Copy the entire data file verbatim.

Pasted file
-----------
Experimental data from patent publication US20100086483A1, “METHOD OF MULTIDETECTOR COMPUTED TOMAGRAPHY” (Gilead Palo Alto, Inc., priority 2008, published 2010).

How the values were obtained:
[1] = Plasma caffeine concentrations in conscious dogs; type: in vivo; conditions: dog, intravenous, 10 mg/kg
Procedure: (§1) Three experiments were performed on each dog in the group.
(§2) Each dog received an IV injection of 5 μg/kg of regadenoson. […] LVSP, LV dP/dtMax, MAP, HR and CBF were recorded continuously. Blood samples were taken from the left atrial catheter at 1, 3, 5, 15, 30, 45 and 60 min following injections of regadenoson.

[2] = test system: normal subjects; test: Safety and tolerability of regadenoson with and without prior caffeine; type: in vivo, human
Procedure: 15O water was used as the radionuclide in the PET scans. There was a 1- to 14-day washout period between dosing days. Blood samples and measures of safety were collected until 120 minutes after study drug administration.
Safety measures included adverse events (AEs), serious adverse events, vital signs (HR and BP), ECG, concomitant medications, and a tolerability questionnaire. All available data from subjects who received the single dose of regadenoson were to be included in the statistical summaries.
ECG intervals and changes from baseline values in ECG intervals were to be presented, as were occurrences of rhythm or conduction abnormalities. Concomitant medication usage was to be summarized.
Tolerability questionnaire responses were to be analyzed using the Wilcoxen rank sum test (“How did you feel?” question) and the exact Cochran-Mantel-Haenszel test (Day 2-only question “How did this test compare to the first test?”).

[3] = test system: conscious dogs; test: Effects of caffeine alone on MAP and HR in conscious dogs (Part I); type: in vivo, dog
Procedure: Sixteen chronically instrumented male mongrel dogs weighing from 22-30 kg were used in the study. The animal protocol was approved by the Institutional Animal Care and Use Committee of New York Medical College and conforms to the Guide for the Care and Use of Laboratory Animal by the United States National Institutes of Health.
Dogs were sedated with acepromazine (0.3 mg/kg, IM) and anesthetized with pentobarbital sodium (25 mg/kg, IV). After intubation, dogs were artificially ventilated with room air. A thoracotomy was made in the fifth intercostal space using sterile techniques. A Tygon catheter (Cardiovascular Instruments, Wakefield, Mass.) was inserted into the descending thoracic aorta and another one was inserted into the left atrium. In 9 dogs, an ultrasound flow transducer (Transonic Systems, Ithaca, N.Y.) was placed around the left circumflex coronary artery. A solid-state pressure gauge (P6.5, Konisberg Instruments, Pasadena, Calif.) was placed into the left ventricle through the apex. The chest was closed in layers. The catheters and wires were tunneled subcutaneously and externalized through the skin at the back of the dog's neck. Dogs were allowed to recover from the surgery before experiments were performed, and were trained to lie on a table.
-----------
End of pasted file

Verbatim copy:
Experimental data from patent publication US20100086483A1, “METHOD OF MULTIDETECTOR COMPUTED TOMAGRAPHY” (Gilead Palo Alto, Inc., priority 2008, published 2010).

How the values were obtained:
[1] = Plasma caffeine concentrations in conscious dogs; type: in vivo; conditions: dog, intravenous, 10 mg/kg
Procedure: (§1) Three experiments were performed on each dog in the group.
(§2) Each dog received an IV injection of 5 μg/kg of regadenoson. […] LVSP, LV dP/dtMax, MAP, HR and CBF were recorded continuously. Blood samples were taken from the left atrial catheter at 1, 3, 5, 15, 30, 45 and 60 min following injections of regadenoson.

[2] = test system: normal subjects; test: Safety and tolerability of regadenoson with and without prior caffeine; type: in vivo, human
Procedure: 15O water was used as the radionuclide in the PET scans. There was a 1- to 14-day washout period between dosing days. Blood samples and measures of safety were collected until 120 minutes after study drug administration.
Safety measures included adverse events (AEs), serious adverse events, vital signs (HR and BP), ECG, concomitant medications, and a tolerability questionnaire. All available data from subjects who received the single dose of regadenoson were to be included in the statistical summaries.
ECG intervals and changes from baseline values in ECG intervals were to be presented, as were occurrences of rhythm or conduction abnormalities. Concomitant medication usage was to be summarized.
Tolerability questionnaire responses were to be analyzed using the Wilcoxen rank sum test (“How did you feel?” question) and the exact Cochran-Mantel-Haenszel test (Day 2-only question “How did this test compare to the first test?”).

[3] = test system: conscious dogs; test: Effects of caffeine alone on MAP and HR in conscious dogs (Part I); type: in vivo, dog
Procedure: Sixteen chronically instrumented male mongrel dogs weighing from 22-30 kg were used in the study. The animal protocol was approved by the Institutional Animal Care and Use Committee of New York Medical College and conforms to the Guide for the Care and Use of Laboratory Animal by the United States National Institutes of Health.
Dogs were sedated with acepromazine (0.3 mg/kg, IM) and anesthetized with pentobarbital sodium (25 mg/kg, IV). After intubation, dogs were artificially ventilated with room air. A thoracotomy was made in the fifth intercostal space using sterile techniques. A Tygon catheter (Cardiovascular Instruments, Wakefield, Mass.) was inserted into the descending thoracic aorta and another one was inserted into the left atrium. In 9 dogs, an ultrasound flow transducer (Transonic Systems, Ithaca, N.Y.) was placed around the left circumflex coronary artery. A solid-state pressure gauge (P6.5, Konisberg Instruments, Pasadena, Calif.) was placed into the left ventricle through the apex. The chest was closed in layers. The catheters and wires were tunneled subcutaneously and externalized through the skin at the back of the dog's neck. Dogs were allowed to recover from the surgery before experiments were performed, and were trained to lie on a table.